Line Drawing Features on a Coin

Features on ancient coins are not always easy to identify if some parts of the design are not clearly visible. The toning or residual corrosion on the coin can make it difficult to get a clear scan or photograph of it. To avoid any damage to coin one should not over clean it. Many of the details are however visible under magnification and in such cases, it is useful to make a line drawing. If there is text that is only partly visible (corroded or outside the flan), it may be possible to guess and draw the rest of the letter particularly if characters are known from other specimens.

Many numismatic publications include line drawings that are usually clearer than the photographs. Coins from Southern India by Sir Walter Elliot, published in 1886, illustrated the differences between prints from copper plates engraved by Indian artists. These plates make visible the minute detail of the coins. Even in the reprint of this book, the engraved first plate is very clear in comparison with the auto-type plates. Some of the low-cost publications from south-asia have used pencil rubbing but they are rarely useful and lot worse than good well-printed photographs.

Computer technology has now made line drawing easy for even non-artists like me. This web page contains my notes on how to create line drawings of coins. I hope you will find it useful to avoid some of the mistakes I made in my learning experience. I hope it encourages you to draw some of your ancient coins.

Image processing software like Photoshop has various tools that can be operated using a mouse. However, a mouse gives poor control compared to the drawing with the human hand. For example try signing your name with the mouse, a task we now often do in shops on a computer screen using a pen-like for credit card authorization. In reply to a question on Internet discussion group Moneta-L, Grzegorz Kryszczuk told me about WACOM products. They seem to be the trademark of choice for computer aided drawing instrument. There are many models over a wide price range. They include the older Graphire products, the more expensive Intuos products. For a few $K, the Cintiq tablet PC allows artists to work directly on a LCD touch screen. The USB Graphire2 and the newer Graphire3 models are reasonable entry-level devices and are probably as good for those without the artistic expertise to make optimum use of the more expensive and sophisticated devices.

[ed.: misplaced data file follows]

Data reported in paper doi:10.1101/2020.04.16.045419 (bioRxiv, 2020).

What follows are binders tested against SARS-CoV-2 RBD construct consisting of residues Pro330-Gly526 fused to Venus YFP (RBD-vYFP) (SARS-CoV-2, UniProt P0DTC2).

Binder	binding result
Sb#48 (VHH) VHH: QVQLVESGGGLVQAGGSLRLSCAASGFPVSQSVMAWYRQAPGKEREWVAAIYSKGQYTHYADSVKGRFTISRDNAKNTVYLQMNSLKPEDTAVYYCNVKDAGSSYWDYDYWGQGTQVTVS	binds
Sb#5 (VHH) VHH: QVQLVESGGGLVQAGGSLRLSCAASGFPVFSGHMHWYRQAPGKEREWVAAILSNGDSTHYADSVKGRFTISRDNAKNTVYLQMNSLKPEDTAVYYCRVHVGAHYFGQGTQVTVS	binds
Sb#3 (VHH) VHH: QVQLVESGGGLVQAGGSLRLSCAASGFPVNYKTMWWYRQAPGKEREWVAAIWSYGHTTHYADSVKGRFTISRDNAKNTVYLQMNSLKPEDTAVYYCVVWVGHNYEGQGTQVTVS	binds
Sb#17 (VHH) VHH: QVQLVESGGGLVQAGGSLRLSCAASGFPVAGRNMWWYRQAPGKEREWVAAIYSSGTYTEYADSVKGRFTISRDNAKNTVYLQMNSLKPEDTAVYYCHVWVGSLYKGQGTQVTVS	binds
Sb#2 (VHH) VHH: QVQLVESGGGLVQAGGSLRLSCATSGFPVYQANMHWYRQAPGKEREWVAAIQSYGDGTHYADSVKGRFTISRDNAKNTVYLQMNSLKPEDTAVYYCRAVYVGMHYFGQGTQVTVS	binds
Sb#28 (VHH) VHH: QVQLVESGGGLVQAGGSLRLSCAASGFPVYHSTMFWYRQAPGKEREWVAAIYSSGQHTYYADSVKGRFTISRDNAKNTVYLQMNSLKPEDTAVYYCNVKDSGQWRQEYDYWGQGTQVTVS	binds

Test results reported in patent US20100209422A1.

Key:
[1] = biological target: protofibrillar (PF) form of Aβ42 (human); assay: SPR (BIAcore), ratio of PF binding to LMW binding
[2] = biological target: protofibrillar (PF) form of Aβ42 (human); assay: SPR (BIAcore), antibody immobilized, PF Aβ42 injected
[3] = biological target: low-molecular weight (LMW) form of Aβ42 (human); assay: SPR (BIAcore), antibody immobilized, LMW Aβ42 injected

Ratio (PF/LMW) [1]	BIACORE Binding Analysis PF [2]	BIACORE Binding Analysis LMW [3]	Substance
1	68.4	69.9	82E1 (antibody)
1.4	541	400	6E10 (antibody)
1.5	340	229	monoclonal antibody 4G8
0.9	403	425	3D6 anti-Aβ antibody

I was able to purchase a Graphire3 4x5 (MSRP US$100) for $63.50 after rebates (included a 2-year warranty and Sales Tax) from Circuit City. It sells for around $90 on eBay. The 8.3 x 8.2 inch tablet is plugged into a USB port and has a 3.6 x 5.0 active area. The light cord-less, battery-less pen operates like the mouse on this tablet. Although it works with Photoshop 7.0, it has clearly been optimized for Adobe Photoshop Elements.
Also included is a cord and ball-less mouse that works on tablet if you want to get rid of a standard roller ball mouse. The tablet is attached by cord to USB, rather than the mouse to computer

Unlike the relative motion of a mouse, the pen on tablet uses absolute motion. Each location on the tablet maps to a specific pixel on the screen. The larger and more expensive tablets may not be better for coin tracing since then drawing require larger movement of hand. It is better to display parts of the coin image on the screen and look at a magnified view, minimizing the hand movements for the drawing. Choice clearly depends on application and preference.